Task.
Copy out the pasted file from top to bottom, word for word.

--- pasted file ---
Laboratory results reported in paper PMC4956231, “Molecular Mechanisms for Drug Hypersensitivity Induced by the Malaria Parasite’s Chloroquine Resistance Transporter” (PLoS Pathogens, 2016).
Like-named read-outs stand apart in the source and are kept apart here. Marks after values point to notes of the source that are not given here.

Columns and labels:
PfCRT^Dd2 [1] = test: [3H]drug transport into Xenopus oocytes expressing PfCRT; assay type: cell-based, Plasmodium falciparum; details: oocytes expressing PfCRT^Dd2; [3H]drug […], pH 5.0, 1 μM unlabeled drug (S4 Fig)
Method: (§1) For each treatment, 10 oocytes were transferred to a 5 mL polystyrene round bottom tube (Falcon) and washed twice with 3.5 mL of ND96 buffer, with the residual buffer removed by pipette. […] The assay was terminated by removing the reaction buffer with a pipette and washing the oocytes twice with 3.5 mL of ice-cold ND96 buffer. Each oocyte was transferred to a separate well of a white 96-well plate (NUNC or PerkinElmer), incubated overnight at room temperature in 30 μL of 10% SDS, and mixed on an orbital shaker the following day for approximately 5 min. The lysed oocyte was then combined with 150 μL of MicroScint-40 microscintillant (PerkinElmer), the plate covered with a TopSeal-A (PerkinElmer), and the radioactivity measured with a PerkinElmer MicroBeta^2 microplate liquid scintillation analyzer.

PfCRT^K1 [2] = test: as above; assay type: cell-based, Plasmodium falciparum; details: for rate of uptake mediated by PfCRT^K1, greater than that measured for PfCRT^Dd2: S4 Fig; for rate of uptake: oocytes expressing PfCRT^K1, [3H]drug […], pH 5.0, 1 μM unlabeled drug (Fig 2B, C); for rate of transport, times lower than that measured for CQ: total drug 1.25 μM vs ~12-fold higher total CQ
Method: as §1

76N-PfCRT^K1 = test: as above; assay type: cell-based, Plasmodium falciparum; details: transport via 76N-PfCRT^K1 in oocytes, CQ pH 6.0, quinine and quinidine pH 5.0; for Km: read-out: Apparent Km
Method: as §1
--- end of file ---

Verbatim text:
Laboratory results reported in paper PMC4956231, “Molecular Mechanisms for Drug Hypersensitivity Induced by the Malaria Parasite’s Chloroquine Resistance Transporter” (PLoS Pathogens, 2016).
Like-named read-outs stand apart in the source and are kept apart here. Marks after values point to notes of the source that are not given here.

Columns and labels:
PfCRT^Dd2 [1] = test: [3H]drug transport into Xenopus oocytes expressing PfCRT; assay type: cell-based, Plasmodium falciparum; details: oocytes expressing PfCRT^Dd2; [3H]drug […], pH 5.0, 1 μM unlabeled drug (S4 Fig)
Method: (§1) For each treatment, 10 oocytes were transferred to a 5 mL polystyrene round bottom tube (Falcon) and washed twice with 3.5 mL of ND96 buffer, with the residual buffer removed by pipette. […] The assay was terminated by removing the reaction buffer with a pipette and washing the oocytes twice with 3.5 mL of ice-cold ND96 buffer. Each oocyte was transferred to a separate well of a white 96-well plate (NUNC or PerkinElmer), incubated overnight at room temperature in 30 μL of 10% SDS, and mixed on an orbital shaker the following day for approximately 5 min. The lysed oocyte was then combined with 150 μL of MicroScint-40 microscintillant (PerkinElmer), the plate covered with a TopSeal-A (PerkinElmer), and the radioactivity measured with a PerkinElmer MicroBeta^2 microplate liquid scintillation analyzer.

PfCRT^K1 [2] = test: as above; assay type: cell-based, Plasmodium falciparum; details: for rate of uptake mediated by PfCRT^K1, greater than that measured for PfCRT^Dd2: S4 Fig; for rate of uptake: oocytes expressing PfCRT^K1, [3H]drug […], pH 5.0, 1 μM unlabeled drug (Fig 2B, C); for rate of transport, times lower than that measured for CQ: total drug 1.25 μM vs ~12-fold higher total CQ
Method: as §1

76N-PfCRT^K1 = test: as above; assay type: cell-based, Plasmodium falciparum; details: transport via 76N-PfCRT^K1 in oocytes, CQ pH 6.0, quinine and quinidine pH 5.0; for Km: read-out: Apparent Km
Method: as §1